Jerome Powell Confesses

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Heaven forfend — angels and ministers of grace defend us! — the chairman of the Federal Reserve has confessed the truth.

We write from our back today, floored, still unable to recover from the blow.

For yesterday the chairman ripped the central banker’s mask from his face, and let them have it straight in the eye… and right from the shoulder.

What mighty and stupendous truth did he uncage yesterday?

Patience, dear reader, patience. You must first suffer under today’s market notes…

Can’t Shake the Coronavirus

The stock market traded at record heights today. But the coronavirus struck again this afternoon. CNBC in summary:

Equities fell sharply to start off Thursday’s session after China said it confirmed 15,152 new cases and 254 additional deaths. That brings the country’s total death toll to 1,367 as the number of people infected jumped to nearly 60,000, according to the Chinese government.

The Dow Jones ended up losing 128 points by closing whistle, to 29,423.

The S&P lost five points on the day; the Nasdaq, 14.

Gold, meantime, gained $7.30 today to close at $1,579.20.

But to return to today’s thumping question…

What sublime truth did Jerome Powell let out yesterday?

Powell’s Monetary Policy Report to the Congress

Here is the setting:

The Dirksen Senate Office Building 538, Washington, D.C. The Banking Committee of the United States Senate is in session.

Addressing the committee is the Hon. Jerome H. Powell, chairman of the Board of Governors of the Federal Reserve System.

He is a man heavy with duties to the American republic…

He is delivering the semiannual Monetary Policy Report to the Congress, in fulfillment of his obligations under the Humphrey-Hawkins Full Employment Act of 1978.

It is late morning. Committee members fight valiantly to maintain consciousness, but sleep has vanquished several.

Chins rest upon chests, rising gently at longish intervals… as if buoys bobbing in lazy ocean swells.

Faint snores can be heard above Mr. Powell’s hypnotic droning.

One dreaming senator — we had best keep his identity dark — mutters something about “your sexy lips” and a name other than his wife’s.

A swift elbow from an adjacent senator nudges him awake.

But then — of a sudden — the truth came roaring from the chairman’s mouth like fire from the mouth of a cannon…

The Truth!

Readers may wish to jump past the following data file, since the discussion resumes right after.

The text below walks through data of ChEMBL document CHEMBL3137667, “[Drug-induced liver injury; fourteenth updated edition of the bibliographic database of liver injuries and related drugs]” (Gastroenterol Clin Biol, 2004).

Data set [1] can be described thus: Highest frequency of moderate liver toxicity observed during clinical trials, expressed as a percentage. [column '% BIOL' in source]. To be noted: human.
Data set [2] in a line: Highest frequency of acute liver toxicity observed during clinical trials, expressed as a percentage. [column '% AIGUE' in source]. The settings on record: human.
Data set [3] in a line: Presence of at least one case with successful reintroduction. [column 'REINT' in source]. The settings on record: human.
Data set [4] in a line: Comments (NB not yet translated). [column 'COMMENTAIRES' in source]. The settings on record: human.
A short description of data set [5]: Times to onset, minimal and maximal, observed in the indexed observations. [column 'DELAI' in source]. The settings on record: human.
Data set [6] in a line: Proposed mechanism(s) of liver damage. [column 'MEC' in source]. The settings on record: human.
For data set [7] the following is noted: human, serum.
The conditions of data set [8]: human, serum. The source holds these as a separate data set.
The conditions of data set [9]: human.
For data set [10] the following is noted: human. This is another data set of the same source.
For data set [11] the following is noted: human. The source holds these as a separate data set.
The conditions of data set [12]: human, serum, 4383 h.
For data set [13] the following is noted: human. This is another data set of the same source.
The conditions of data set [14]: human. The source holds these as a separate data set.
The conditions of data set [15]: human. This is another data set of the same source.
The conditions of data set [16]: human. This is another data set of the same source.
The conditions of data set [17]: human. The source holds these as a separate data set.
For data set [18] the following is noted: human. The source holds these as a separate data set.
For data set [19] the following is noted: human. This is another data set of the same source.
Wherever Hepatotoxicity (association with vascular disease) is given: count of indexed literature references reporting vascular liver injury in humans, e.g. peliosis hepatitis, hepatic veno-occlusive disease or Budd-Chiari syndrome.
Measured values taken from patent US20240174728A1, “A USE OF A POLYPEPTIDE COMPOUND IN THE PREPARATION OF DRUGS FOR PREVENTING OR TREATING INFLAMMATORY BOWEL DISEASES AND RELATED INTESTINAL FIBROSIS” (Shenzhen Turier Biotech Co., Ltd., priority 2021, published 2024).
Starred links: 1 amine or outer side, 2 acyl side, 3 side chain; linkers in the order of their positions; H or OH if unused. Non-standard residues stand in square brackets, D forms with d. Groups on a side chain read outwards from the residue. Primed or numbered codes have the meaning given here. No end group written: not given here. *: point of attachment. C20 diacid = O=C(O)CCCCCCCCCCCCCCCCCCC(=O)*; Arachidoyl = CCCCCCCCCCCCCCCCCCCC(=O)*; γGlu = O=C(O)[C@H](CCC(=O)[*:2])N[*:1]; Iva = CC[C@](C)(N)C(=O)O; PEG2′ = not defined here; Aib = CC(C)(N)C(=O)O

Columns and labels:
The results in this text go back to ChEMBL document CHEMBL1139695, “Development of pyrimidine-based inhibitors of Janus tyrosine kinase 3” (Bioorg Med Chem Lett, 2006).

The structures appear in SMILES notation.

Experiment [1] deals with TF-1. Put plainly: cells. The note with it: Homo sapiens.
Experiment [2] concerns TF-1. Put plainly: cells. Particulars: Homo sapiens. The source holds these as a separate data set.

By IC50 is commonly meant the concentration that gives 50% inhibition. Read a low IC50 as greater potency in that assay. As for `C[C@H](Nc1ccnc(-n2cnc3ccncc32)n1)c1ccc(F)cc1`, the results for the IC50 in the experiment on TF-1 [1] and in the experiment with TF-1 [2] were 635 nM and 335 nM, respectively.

Out it came, knocking us flat in the process:

“Low rates are not really a choice anymore; they are a fact of reality.”

Low rates are not really a choice anymore; they are a fact of reality.

No more talk of “normalization.” No more whim-wham about “the outlook.” No more “monitoring conditions.”

Instead, low interest rates are no longer a choice. They are a “fact of reality.”

Poor Alan Greenspan would be spinning in his grave today — if only he had a grave to spin in. Old Alan yet lives and breathes.

But does Powell not realize that a central banker’s job is to dodge, to weave, to talk… but not say?

We can only speculate that the fellow was overtaken by a temporary delirium, a transient psychosis.

But Mr. Powell’s uncharacteristic outburst of honesty gives powerful, almost invincible confirmation of our deep belief…

Our belief that the Federal Reserve can never increase interest rates by any meaningful measure.

Higher Rates Would Collapse the Walls of Jericho

High interest rates — even historically normal interest rates — would bring down the very walls of Jericho.

The entire financial and economic system would come thundering down.

Please observe the chart below. It reveals that United States private financial assets — the stock market, essentially — presently rise to an obscene 5.6 times United States GDP.

And so it puts all existing records in the shade:

IMG 1

Shriek the doom mongers of Zero Hedge:

“Any sizable drop in the stock market would lead to an almost instantaneous depression.”

We fear they are correct.

The stock market and the decade-long economic “recovery” center upon ultra-low interest rates.